Visualization of Small-Diameter Vessels by Reduction of Incoherent Reverberation With Coherent Flow Power Doppler
Power Doppler (PD) imaging is a widely used technique for flow detection. Despite the wide use of Doppler ultrasound, limitations exist in the ability of Doppler ultrasound to assess slow flow in the small-diameter vasculature, such as the maternal spiral arteries and fetal villous arteries of the placenta and focal liver lesions. The sensitivity of PD in small vessel detection is limited by the low signal produced by slow flow and the noise associated with small vessels. The noise sources include electronic noise, stationary or slowly moving tissue clutter, reverberation clutter, and off-axis scattering from tissue, among others. In order to provide more sensitive detection of slow flow in small diameter vessels, a coherent flow imaging technique, termed coherent flow PD (CFPD), is characterized and evaluated with simulation, flow phantom experiment studies, and an in vivo animal small vessel detection study. CFPD imaging was introduced as a technique to detect slow blood flow. It has been demonstrated to detect slow flow below the detection threshold of conventional PD imaging using identical pulse sequences and filter parameters. In this paper, we compare CFPD with PD in the detection of blood flow in small-diameter vessels. The results from the study suggest that CFPD is able to provide a 7.5-12.5-dB increase in the signal-to-noise ratio (SNR) over PD images for the same physiological conditions and is less susceptible to reverberation clutter and thermal noise. Due to the increase in SNR, CFPD is able to detect small vessels in high channel noise cases, for which PD was unable to generate enough contrast to observe the vessel.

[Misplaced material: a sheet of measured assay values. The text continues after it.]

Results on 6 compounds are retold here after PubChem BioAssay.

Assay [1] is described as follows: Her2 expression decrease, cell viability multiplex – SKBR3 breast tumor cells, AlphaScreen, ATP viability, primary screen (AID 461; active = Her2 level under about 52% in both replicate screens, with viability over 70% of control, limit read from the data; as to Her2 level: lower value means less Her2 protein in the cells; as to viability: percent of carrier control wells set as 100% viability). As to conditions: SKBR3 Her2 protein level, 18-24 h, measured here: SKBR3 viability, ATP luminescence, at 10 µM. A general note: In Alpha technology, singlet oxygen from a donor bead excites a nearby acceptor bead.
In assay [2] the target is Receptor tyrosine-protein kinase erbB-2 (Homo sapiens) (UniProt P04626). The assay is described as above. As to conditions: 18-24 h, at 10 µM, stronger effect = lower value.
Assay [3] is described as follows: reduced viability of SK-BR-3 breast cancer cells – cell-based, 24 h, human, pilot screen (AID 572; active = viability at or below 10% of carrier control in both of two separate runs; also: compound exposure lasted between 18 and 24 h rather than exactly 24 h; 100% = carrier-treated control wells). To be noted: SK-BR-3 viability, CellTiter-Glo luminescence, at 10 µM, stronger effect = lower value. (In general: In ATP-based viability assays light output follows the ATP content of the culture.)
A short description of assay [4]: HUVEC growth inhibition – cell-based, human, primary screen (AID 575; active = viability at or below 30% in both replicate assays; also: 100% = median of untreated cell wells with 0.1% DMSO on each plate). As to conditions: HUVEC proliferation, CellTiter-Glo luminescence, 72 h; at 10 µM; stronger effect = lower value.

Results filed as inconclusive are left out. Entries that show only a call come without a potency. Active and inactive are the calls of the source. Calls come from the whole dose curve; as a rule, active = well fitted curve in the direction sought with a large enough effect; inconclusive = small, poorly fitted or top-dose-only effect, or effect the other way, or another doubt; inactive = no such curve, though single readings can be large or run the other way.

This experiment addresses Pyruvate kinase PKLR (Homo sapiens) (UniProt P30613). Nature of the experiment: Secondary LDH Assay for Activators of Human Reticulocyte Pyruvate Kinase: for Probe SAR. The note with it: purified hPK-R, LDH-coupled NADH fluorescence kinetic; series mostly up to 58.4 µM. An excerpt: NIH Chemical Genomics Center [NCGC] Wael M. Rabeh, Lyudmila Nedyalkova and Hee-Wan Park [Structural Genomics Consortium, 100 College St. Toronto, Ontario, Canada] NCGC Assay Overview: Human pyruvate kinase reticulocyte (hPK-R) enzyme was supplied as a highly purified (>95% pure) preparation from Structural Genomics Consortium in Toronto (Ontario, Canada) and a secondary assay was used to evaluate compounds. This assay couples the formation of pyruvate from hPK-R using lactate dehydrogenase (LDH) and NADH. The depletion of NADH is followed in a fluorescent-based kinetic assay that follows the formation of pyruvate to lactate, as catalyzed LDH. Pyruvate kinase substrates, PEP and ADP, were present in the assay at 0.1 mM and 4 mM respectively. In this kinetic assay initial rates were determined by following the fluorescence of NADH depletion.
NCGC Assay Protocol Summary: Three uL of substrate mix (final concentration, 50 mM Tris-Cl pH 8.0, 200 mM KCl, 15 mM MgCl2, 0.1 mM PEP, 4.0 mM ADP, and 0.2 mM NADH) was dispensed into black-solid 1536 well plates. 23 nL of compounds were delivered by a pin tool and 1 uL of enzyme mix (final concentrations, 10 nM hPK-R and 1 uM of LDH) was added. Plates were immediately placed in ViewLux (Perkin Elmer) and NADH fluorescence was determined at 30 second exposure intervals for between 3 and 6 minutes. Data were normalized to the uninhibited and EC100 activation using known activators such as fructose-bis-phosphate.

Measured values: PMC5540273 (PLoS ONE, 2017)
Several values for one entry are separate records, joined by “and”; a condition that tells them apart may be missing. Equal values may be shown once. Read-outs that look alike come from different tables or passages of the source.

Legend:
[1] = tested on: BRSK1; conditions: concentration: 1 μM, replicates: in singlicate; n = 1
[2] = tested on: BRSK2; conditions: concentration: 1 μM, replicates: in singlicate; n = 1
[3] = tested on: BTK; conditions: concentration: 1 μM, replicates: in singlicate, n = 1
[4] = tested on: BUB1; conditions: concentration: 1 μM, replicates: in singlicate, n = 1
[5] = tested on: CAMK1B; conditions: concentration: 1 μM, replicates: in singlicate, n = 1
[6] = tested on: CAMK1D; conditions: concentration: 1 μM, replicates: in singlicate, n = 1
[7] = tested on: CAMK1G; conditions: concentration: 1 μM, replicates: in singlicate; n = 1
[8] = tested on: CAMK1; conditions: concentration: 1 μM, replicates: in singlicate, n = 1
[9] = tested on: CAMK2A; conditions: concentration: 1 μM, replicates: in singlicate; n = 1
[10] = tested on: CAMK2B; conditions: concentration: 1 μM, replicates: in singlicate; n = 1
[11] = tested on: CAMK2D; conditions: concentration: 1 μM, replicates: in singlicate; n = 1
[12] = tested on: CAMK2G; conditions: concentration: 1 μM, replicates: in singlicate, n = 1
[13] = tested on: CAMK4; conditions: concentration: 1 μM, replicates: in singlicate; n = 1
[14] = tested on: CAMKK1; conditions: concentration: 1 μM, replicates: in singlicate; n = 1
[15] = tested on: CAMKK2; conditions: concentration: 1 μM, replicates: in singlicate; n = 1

Visualization of Small-Diameter Vessels by Reduction of Incoherent Reverberation With Coherent Flow Power Doppler. IEEE transactions on ultrasonics, ferroelectrics, and frequency control, 63(11), 1878-1889. Li, Y. L., Hyun, D., Abou-Elkacem, L., Willmann, J. K., & Dahl, J. J. (2016).